Devil's Cape Review

I should note before starting this review that Rob Rogers, the author of "Devil's Cape" (the recent release from Wizards of the Coast's Discovery line), is a friend of mine. Plus, he used my last name for one of the companies briefly mentioned in the background, which clearly is the mark of a genius. Or perhaps just someone who knows that Hebert is one of the most common surnames in the book's setting of Louisiana, take your pick.

Now that I'm fully disclosed (in violation of several restraining orders, let me add), here's your short-version review:

This book is awesome.

And I don't mean in the "Guy Gardner was an awesome Green Lantern" kind of not-really-that-awesome, but "Batman kicking the crap out of Superman in Dark Knight Returns" awesome. In other words, it's really, really good. What I do with HeroMachine is to help bring super-heroes to life visually. Rob Rogers does the same thing with "Devil's Cape" using nothing but words, and yet his characters pulse just as vividly in my mind as anything I've ever drawn. This is a hugely satisfying, truly mature, profoundly good book, which just happens to revolve around the lives of super-powered individuals. I can't recommend it highly enough.

Read on for a much more complete (and much longer) bout of gushing.

I've never liked book reviews that spend ninety percent of their time telling you the plot, so I am not going to do that. Suffice it to say that "Devil's Cape" tells the story of how a new group of super-powered people come to fight for their crime-ridden city, and you're good to go.

This concludes the plot summary portion of the review; now on to more interesting topics, like how good a writer Rob Rogers is.

A blurb on the inside cover declares "There is NO WAY that this is Rob Rogers's first novel", and I have to agree with that feeling. Rogers has a full cast of fascinating characters with awesome powers, and he thankfully lets them take center stage. I never feel the ghostly hand of the author calling attention to himself, announcing with purple prose "A Mighty Writer Be Here". I read a lot of science fiction and fantasy, and I can't tell you how often I am disappointed in that regard.

Rogers' writing is solid, deep, and completely immersive. The storytelling is fast-paced, yet full of rich and engaging detail. You never lose the sense that these are real people in a real city living real lives, and the fact that I can say that while talking about fire-breathing, flying, demon-faced, shrinking, and winged individuals ought to give you some sense of just how good a writer Rogers is.

We fantasy/sci-fi aficionados are rarely so fortunate. For example, I vividly recall sitting in a theater in 1998 watching the remake of "Godzilla", which of course features a fifty foot tall fire-breathing lightning-fast lizard rampaging through downtown New York City. For some inexplicable reason, right in the middle the story stops for an interminable half hour to dwell on a vapid romance between the two leading characters.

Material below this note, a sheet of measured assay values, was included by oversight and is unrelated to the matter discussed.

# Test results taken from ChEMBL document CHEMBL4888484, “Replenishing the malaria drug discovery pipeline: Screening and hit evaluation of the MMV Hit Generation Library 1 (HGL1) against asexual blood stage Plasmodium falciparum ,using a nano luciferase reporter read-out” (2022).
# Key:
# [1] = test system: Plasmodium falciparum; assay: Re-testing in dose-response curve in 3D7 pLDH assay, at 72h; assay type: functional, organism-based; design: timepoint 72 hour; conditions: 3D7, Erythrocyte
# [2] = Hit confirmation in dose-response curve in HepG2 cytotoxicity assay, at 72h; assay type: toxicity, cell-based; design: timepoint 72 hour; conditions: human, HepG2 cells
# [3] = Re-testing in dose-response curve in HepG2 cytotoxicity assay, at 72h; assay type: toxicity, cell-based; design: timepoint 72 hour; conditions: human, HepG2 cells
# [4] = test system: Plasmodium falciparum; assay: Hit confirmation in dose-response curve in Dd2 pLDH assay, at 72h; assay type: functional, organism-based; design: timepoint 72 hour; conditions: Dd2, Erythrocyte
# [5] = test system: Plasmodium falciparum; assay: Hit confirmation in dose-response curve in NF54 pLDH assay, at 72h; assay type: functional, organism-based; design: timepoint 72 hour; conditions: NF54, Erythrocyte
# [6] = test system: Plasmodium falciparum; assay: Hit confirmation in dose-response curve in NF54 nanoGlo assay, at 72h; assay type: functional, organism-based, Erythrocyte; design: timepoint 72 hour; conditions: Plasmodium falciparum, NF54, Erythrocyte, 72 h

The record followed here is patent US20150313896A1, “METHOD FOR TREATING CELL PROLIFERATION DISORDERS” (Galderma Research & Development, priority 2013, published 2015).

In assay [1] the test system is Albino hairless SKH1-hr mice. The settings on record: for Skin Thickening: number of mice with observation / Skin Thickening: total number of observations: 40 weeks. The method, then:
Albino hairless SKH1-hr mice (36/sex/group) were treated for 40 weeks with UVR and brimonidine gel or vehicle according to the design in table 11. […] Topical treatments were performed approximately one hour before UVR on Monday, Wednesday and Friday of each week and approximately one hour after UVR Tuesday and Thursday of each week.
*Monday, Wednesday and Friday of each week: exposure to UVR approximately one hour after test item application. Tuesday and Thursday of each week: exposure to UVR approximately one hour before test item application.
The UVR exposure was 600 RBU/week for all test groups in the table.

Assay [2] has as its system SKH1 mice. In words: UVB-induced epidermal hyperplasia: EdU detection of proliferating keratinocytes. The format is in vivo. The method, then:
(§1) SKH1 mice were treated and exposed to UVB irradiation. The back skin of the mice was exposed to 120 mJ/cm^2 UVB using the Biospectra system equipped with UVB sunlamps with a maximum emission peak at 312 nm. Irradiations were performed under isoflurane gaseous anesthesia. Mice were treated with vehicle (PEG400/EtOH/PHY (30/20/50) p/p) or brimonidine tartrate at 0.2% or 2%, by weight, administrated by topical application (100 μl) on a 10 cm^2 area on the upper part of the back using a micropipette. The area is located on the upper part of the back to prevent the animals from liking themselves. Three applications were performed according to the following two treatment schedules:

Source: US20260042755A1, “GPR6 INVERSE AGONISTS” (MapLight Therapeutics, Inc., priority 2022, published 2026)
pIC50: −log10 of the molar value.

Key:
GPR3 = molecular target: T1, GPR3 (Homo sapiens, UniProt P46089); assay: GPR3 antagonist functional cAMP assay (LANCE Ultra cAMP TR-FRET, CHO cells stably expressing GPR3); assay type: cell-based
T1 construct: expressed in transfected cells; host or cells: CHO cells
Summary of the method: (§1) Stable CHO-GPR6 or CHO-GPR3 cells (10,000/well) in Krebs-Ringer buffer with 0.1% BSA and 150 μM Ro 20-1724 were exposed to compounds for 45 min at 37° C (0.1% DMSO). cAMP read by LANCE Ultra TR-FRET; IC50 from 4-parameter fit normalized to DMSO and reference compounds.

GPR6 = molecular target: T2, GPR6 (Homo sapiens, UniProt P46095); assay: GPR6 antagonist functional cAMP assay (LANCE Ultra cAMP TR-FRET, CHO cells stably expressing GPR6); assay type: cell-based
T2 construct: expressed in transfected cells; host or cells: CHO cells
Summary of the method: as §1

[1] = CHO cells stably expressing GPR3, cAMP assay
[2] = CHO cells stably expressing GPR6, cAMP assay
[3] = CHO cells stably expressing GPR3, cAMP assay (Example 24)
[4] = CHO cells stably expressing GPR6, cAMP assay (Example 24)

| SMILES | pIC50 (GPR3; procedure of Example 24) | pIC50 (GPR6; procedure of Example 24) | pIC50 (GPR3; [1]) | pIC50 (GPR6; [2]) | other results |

My best friend and I both turned to each other with looks of disgust on our faces, thinking the same thing: "THERE'S A FIFTY FOOT TALL FIRE-BREATHING LIGHTNING FAST LIZARD RAMPAGING THROUGH DOWNTOWN NEW YORK CITY AND WE'RE IN THE MIDDLE OF A LOVE STORY?!"

That never happens in "Devil's Cape". At no point in the space of the one night it took me to obsessively devour this book did I get shaken from the grip of my suspension of disbelief. Despite the fantastic setting, the fabulous powers, and the innate silliness of the super-hero genre, I completely bought in to the whole deal -- the world, the setting, the city, the characters, the powers, all of it. The ability to transport the reader so convincingly into the story is the hallmark of a truly great storyteller, and Rogers has definitely achieved it with "Devil's Cape".

I read a review of the book a few days ago that picked a nit about the final battle. The reviewer felt lost, unable to figure out what was going on in parts. For the life of me, I can't figure out how that could happen to someone, as I felt the direction was absolutely crystal clear. There's a great sequence in one of the Millar-Hitch "Ultimates" where Captain America beats the snot out of Henry Pym, taking place first in a bar and spilling over into an adjoining construction yard. The art direction in that sequence is perfect, I felt as if I could have drawn a blueprint of the area after it was over. That final scene in "Devil's Cape" is the same thing, I really felt like I could visualize exactly what was going on.

Anyway, enough with the gushing. If you like crime novels, or pulp fiction, or super hero comics, you're going to love "Devil's Cape". But to hell with that, the fact is that if you just like good writing and good stories about realistic characters living complete, believable lives in trying times, this is a novel you owe it to yourself to read.